(Prepublished online, Blood, Jan. 11, 2013)
Non-inferiority of anagrelide compared to hydroxyurea in WHO-essential ET.
Vienna, Austria, March 18, 2013 / B3C newswire / - Anagrelide a selective platelet lowering agent is not inferior compared to hydroxyurea in preventing disease related complications in patients with WHO-ET. ANAHYDRET study data now provide evidence that anagrelide can be considered as first line therapy for lowering of platelet count in WHO-ET.
High platelet counts in essential thrombocythemia (ET) can be effectively lowered by treatment with either anagrelide or hydroxyurea. However, previous data on this treatment stem from PVSG classified ET and until recently it was still unknown whether existing treatment recommendations could also be applied to ET patients diagnosed according to the contemporary World Health Organization (WHO) classification (WHO-ET). Now, data of the ANAYDRET study confirm anagrelide to be non-inferior to hydroxyurea in the treatment of WHO-ET.
“Our thanks go to the investigators and their staff who participated in this compelling study. I truly believe that these results with anagrelide will translate into clinical benefits for patients with ET”, Dr. Rudolf Widmann, CEO of the sponsor AOP Orphan Pharmaceuticlas AG, Vienna, Austria commented.
In 259 previously untreated, high-risk ET patients, diagnosed according to the WHO classification system, efficacy and tolerability of anagrelide compared to hydroxyurea was investigated in a prospective randomized non-inferiority phase III study in an a-priori ordered hypothesis. Confirmatory proof of non-inferiority of anagrelide was achieved after 6 months using the primary endpoint criteria and further confirmed after an observation time of 12 and 36 months for platelet counts, hemoglobin levels, leukocyte counts (significantly lower in hydroxyurea group due to its non-selective mode of action) (all p<0.001) and ET related events (Hazard Ratio [95%CI]=1.19[0.61-2.30], 1.03[0.57-1.81] and 0.92[0.57-1.46] respectively). During the total observation time of 730 patient-years, there was no significant difference between the anagrelide and hydroxyurea group regarding incidences of major arterial (7 vs. 8) and venous (2 vs.6) thrombosis, severe bleeding events (5 vs. 2), minor arterial (24 vs. 20) and venous (3 vs. 3) thrombosis and minor bleeding events (18 vs. 15), or discontinuation rates (adverse events 12 vs. 15 or lack of response (5 vs. 2). Disease transformation into myelofibrosis or secondary leukemia was not reported.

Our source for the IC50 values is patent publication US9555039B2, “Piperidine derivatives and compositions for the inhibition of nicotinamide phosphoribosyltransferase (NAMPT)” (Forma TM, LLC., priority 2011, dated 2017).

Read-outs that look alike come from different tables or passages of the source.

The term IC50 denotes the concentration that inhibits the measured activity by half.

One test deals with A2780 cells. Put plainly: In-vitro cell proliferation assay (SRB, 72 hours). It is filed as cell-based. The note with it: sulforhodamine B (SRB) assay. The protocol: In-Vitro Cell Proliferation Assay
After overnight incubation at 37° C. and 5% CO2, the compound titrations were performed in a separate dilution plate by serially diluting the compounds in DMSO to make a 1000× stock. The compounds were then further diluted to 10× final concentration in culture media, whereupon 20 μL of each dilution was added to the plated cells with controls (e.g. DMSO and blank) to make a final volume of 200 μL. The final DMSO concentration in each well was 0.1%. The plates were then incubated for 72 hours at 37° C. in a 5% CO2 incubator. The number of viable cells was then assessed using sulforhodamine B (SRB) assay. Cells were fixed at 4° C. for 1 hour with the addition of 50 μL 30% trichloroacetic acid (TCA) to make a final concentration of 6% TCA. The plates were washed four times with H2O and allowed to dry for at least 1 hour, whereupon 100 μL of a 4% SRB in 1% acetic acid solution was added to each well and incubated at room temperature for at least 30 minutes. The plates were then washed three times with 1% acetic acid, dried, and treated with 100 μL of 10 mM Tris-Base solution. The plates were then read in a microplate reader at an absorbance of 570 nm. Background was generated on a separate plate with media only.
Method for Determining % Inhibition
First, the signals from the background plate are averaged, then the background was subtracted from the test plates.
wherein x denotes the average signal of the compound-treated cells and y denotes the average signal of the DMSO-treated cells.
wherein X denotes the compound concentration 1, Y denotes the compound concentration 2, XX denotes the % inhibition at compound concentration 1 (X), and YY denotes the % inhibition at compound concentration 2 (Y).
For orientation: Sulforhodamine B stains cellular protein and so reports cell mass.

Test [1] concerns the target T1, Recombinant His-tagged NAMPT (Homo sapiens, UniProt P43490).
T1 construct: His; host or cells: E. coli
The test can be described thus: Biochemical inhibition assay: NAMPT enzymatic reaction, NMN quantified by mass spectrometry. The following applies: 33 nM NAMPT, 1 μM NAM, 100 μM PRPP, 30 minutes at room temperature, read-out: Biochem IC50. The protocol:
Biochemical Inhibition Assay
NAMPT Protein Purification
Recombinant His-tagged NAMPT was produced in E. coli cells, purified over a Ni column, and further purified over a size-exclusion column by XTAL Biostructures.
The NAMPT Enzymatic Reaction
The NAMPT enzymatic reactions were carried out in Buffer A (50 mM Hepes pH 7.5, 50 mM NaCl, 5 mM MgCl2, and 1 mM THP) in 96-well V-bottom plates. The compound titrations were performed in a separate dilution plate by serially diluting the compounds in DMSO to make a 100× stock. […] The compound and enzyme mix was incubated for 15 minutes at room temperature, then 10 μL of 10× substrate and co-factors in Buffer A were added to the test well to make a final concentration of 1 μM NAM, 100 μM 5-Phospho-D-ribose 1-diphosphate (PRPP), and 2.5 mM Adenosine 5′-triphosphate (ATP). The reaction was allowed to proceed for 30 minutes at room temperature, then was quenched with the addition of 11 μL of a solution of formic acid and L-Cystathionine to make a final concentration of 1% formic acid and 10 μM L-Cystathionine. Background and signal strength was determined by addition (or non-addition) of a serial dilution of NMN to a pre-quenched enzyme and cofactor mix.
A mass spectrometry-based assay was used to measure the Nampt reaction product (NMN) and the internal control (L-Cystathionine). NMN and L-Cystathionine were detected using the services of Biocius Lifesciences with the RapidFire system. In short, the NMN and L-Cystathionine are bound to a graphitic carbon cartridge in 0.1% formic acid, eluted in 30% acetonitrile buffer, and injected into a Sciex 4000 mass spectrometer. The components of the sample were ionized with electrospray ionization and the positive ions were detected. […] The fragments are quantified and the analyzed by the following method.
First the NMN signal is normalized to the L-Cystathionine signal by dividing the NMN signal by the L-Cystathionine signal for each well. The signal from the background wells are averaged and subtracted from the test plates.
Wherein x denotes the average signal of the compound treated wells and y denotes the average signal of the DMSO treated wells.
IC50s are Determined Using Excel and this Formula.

“I am extremely pleased with the ANAHYDRET study results. With this well designed study, we now have clear evidence for an equi-effective treatment option devoid of the leukemogenic properties of hydroxyurea”, declared Prof. Heinz Gisslinger, Medical University of Vienna, principal investigator on behalf of the ANAHYDRET Study Group.
Essential thrombocythemia (ET) is a disorder of the bone marrow characterized by a neoplastic overproduction of platelets (thrombocytes). This overproduction of platelets can lead to an increased risk of blood clots (thrombus) and bleeding (hemorrhage). However, with permanent control of platelet numbers, most patients with ET have a near normal life expectancy.
Anagrelide (Thromboreductin®) is an oral imidazoquinazoline agent which selectively slows the maturation of platelet precursor cells. Anagrelide is indicated for the reduction of elevated platelet counts in at risk patients with ET.
Hydroxyurea is a mild cytostatic agent working by antagonizing the production of deoxyribonucleotides (DNA components). Thereby hydroxyurea non selectively slows the proliferation of rapidly growing cells such as blood cells. Hydroxyurea is indicated for the treatment of several neoplastic blood diseases.
AOP Orphan Pharmaceuticals AG
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